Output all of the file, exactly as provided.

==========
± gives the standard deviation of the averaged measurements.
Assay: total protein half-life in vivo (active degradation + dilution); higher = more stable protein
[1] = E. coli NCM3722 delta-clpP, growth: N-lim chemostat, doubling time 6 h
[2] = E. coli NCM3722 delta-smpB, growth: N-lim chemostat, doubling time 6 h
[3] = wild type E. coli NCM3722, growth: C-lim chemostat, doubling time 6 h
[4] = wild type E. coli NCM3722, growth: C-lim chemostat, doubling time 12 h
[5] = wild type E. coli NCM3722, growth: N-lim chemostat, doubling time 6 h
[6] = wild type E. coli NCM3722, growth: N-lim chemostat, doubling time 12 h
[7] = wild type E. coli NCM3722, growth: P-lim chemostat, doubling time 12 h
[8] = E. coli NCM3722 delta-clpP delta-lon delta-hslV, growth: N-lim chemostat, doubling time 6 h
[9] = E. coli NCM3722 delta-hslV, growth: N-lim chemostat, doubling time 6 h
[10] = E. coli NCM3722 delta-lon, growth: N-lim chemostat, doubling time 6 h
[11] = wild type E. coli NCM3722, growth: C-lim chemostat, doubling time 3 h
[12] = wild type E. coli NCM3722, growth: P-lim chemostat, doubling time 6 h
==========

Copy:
± gives the standard deviation of the averaged measurements.
Assay: total protein half-life in vivo (active degradation + dilution); higher = more stable protein
[1] = E. coli NCM3722 delta-clpP, growth: N-lim chemostat, doubling time 6 h
[2] = E. coli NCM3722 delta-smpB, growth: N-lim chemostat, doubling time 6 h
[3] = wild type E. coli NCM3722, growth: C-lim chemostat, doubling time 6 h
[4] = wild type E. coli NCM3722, growth: C-lim chemostat, doubling time 12 h
[5] = wild type E. coli NCM3722, growth: N-lim chemostat, doubling time 6 h
[6] = wild type E. coli NCM3722, growth: N-lim chemostat, doubling time 12 h
[7] = wild type E. coli NCM3722, growth: P-lim chemostat, doubling time 12 h
[8] = E. coli NCM3722 delta-clpP delta-lon delta-hslV, growth: N-lim chemostat, doubling time 6 h
[9] = E. coli NCM3722 delta-hslV, growth: N-lim chemostat, doubling time 6 h
[10] = E. coli NCM3722 delta-lon, growth: N-lim chemostat, doubling time 6 h
[11] = wild type E. coli NCM3722, growth: C-lim chemostat, doubling time 3 h
[12] = wild type E. coli NCM3722, growth: P-lim chemostat, doubling time 6 h